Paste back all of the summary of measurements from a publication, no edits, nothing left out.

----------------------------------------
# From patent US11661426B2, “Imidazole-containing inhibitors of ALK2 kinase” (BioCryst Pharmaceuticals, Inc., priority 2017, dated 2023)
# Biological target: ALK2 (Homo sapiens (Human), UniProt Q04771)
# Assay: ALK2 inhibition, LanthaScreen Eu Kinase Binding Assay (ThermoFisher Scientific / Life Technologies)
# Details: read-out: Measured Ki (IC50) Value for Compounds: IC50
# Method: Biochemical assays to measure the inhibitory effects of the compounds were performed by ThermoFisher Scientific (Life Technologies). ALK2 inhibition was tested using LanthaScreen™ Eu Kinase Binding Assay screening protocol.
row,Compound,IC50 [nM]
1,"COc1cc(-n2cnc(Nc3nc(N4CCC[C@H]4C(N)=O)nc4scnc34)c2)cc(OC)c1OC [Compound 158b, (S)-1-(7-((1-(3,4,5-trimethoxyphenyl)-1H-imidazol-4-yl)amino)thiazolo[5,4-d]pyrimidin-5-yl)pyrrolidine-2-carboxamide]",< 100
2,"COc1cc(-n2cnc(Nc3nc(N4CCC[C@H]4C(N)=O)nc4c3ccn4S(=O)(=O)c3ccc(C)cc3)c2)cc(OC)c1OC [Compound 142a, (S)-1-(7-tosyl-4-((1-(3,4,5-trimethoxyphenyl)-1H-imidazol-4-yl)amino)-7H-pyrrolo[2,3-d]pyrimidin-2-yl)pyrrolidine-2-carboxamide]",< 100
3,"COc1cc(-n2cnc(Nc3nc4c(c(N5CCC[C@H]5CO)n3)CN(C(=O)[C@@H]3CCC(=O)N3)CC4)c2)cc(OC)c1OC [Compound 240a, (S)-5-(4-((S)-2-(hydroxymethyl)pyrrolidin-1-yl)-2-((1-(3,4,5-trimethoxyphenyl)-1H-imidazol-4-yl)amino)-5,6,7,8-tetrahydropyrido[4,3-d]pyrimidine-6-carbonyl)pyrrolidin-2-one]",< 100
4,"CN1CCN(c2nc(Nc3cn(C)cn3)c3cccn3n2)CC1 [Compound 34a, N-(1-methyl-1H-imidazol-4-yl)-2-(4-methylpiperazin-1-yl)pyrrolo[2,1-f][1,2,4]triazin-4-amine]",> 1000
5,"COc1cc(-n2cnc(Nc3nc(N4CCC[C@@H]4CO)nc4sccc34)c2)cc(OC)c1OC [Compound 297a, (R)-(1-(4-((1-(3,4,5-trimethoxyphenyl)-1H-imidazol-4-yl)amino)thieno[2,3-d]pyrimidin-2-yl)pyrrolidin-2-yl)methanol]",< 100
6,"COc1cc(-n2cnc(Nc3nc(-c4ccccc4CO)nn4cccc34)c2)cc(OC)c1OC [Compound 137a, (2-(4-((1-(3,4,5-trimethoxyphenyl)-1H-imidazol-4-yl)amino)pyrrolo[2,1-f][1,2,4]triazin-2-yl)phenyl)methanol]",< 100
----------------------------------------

# From patent US11661426B2, “Imidazole-containing inhibitors of ALK2 kinase” (BioCryst Pharmaceuticals, Inc., priority 2017, dated 2023)
# Biological target: ALK2 (Homo sapiens (Human), UniProt Q04771)
# Assay: ALK2 inhibition, LanthaScreen Eu Kinase Binding Assay (ThermoFisher Scientific / Life Technologies)
# Details: read-out: Measured Ki (IC50) Value for Compounds: IC50
# Method: Biochemical assays to measure the inhibitory effects of the compounds were performed by ThermoFisher Scientific (Life Technologies). ALK2 inhibition was tested using LanthaScreen™ Eu Kinase Binding Assay screening protocol.
row,Compound,IC50 [nM]
1,"COc1cc(-n2cnc(Nc3nc(N4CCC[C@H]4C(N)=O)nc4scnc34)c2)cc(OC)c1OC [Compound 158b, (S)-1-(7-((1-(3,4,5-trimethoxyphenyl)-1H-imidazol-4-yl)amino)thiazolo[5,4-d]pyrimidin-5-yl)pyrrolidine-2-carboxamide]",< 100
2,"COc1cc(-n2cnc(Nc3nc(N4CCC[C@H]4C(N)=O)nc4c3ccn4S(=O)(=O)c3ccc(C)cc3)c2)cc(OC)c1OC [Compound 142a, (S)-1-(7-tosyl-4-((1-(3,4,5-trimethoxyphenyl)-1H-imidazol-4-yl)amino)-7H-pyrrolo[2,3-d]pyrimidin-2-yl)pyrrolidine-2-carboxamide]",< 100
3,"COc1cc(-n2cnc(Nc3nc4c(c(N5CCC[C@H]5CO)n3)CN(C(=O)[C@@H]3CCC(=O)N3)CC4)c2)cc(OC)c1OC [Compound 240a, (S)-5-(4-((S)-2-(hydroxymethyl)pyrrolidin-1-yl)-2-((1-(3,4,5-trimethoxyphenyl)-1H-imidazol-4-yl)amino)-5,6,7,8-tetrahydropyrido[4,3-d]pyrimidine-6-carbonyl)pyrrolidin-2-one]",< 100
4,"CN1CCN(c2nc(Nc3cn(C)cn3)c3cccn3n2)CC1 [Compound 34a, N-(1-methyl-1H-imidazol-4-yl)-2-(4-methylpiperazin-1-yl)pyrrolo[2,1-f][1,2,4]triazin-4-amine]",> 1000
5,"COc1cc(-n2cnc(Nc3nc(N4CCC[C@@H]4CO)nc4sccc34)c2)cc(OC)c1OC [Compound 297a, (R)-(1-(4-((1-(3,4,5-trimethoxyphenyl)-1H-imidazol-4-yl)amino)thieno[2,3-d]pyrimidin-2-yl)pyrrolidin-2-yl)methanol]",< 100
6,"COc1cc(-n2cnc(Nc3nc(-c4ccccc4CO)nn4cccc34)c2)cc(OC)c1OC [Compound 137a, (2-(4-((1-(3,4,5-trimethoxyphenyl)-1H-imidazol-4-yl)amino)pyrrolo[2,1-f][1,2,4]triazin-2-yl)phenyl)methanol]",< 100